Katie Leclerc shares a scene with the show's titular puppet Waffles.
Oscar-nominated actor Stanley Tucci (The Lovely Bones
) is getting critical acclaim for his new culinary travel series Stanley Tucci: Searching for Italy
on CNN, but he just might have some competition.
Meet Waffles and Mochi, the title puppet characters on the new Netflix children’s series Waffles + Mochi
. The show — whose executive producers are Michelle and Barack Obama — follows Waffles, a half-waffle, half-Yeti creature voiced by Michelle Zamora
, and Mochi, a Japanese rice cake, as they travel around the world to learn about different cultures, cooking and how to eat healthy.
The first season begins with the episode “Tomato,” where Waffles and Mochi make gazpacho with Chef José Andrés and try to figure out if a tomato is a fruit or vegetable. They also travel to San Francisco to eat pizza at Mozzeria, a restaurant whose employees are all deaf. At Mozzeria, Waffles and Mochi meet up with actress and San Antonio native Katie Leclerc, who communicates with them about pizza and tomato sauce through sign language.
Leclerc, who played a deaf character on the TV series Switched at Birth
, learned sign language at the age of 17. At 20, she discovered she had Ménière’s disease, an inner ear disorder that causes hearing loss.
When she was offered a cameo in Waffles + Mochi
, she jumped at the chance to have a pair of puppet co-stars.
“I love food, so I thought it was such a cool concept to go around the world and learn about food through culture and hang out with some puppets,” Leclerc told the Current
during a recent interview. “The experience was really surreal.”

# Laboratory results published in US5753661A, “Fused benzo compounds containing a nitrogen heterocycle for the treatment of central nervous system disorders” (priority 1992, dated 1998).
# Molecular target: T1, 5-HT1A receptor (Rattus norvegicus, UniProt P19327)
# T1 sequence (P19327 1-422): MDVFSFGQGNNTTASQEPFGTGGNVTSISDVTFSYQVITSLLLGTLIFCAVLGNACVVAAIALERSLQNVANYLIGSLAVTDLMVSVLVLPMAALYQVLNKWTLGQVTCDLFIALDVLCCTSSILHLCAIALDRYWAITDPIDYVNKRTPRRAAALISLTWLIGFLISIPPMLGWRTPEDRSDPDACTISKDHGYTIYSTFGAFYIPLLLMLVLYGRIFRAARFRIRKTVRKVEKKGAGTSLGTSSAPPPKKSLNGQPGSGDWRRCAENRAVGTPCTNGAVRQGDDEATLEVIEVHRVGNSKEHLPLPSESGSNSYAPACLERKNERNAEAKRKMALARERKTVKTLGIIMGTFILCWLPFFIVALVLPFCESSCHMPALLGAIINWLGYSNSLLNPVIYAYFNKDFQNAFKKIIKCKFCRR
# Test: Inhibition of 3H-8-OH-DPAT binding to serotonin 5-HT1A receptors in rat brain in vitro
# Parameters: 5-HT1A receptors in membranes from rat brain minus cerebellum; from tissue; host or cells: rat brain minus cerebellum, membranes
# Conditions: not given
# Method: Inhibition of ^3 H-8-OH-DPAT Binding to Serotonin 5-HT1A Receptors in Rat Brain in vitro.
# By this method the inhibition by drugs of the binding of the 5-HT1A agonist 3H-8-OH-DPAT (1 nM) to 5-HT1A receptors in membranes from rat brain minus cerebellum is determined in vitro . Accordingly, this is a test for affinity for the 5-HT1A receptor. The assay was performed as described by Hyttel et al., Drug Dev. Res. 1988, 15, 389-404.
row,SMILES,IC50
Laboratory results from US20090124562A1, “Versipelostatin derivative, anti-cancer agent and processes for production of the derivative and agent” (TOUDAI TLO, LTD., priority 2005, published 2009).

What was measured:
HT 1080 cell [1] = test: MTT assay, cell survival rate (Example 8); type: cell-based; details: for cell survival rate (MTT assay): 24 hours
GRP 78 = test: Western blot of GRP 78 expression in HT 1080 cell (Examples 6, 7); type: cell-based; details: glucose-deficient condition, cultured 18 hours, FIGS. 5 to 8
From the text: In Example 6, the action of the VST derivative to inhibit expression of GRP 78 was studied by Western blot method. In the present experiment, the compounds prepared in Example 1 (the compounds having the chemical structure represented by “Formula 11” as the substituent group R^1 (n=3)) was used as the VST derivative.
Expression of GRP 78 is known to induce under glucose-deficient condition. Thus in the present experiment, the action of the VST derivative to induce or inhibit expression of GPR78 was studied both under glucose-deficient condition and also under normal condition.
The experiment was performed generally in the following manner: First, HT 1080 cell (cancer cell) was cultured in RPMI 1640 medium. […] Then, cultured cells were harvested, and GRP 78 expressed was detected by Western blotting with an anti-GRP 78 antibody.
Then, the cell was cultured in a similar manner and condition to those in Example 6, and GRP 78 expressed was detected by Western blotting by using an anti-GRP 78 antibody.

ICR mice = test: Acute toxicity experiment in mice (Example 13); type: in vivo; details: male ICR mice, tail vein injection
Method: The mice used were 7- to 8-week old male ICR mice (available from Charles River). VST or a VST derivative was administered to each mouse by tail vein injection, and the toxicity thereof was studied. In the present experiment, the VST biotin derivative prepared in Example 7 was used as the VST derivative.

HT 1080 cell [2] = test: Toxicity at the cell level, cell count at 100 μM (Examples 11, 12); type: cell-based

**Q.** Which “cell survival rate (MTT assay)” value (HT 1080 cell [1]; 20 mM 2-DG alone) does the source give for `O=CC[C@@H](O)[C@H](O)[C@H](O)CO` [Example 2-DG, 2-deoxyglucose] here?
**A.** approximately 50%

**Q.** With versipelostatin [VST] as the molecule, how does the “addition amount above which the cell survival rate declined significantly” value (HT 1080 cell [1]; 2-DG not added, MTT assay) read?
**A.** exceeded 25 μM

During the production, Leclerc said she ended up being a “default interpreter” when the other sign-language speakers on set were busy helping someone else.
“I was able to really jump into the production side of things and interpret for the director and the camera operator and work with the staff,” she said. “I just wanted to be of assistance in whatever way I could.”
Leclerc said Waffles + Mochi
may help parents get their kids to try new foods and maybe eat a vegetable or two.
“This is a really smart show,” she added. “It’s cool and unique and makes us kind of think like, ‘Maybe I don’t like broccoli like this, but I never thought about trying it this way.’”
Broccoli might be a healthy side dish, but it wouldn’t be on the menu if Leclerc got the chance to travel to a foreign country to explore its cuisine. First on her food-destination travelogue would be South Korea to eat kimchi.
“I really love Asian flavors,” she said. “I’ve had a lot of Korean friends who have helped me over the years, but I love it now. That’s where I would go for food.”
And speaking of Asian flavors, what would Leclerc do if she owned her own adorable pet Mochi?
“Well, I’m a foodie, so I would probably eat it,” she said. “A little caramel with cream and we’re in business!”
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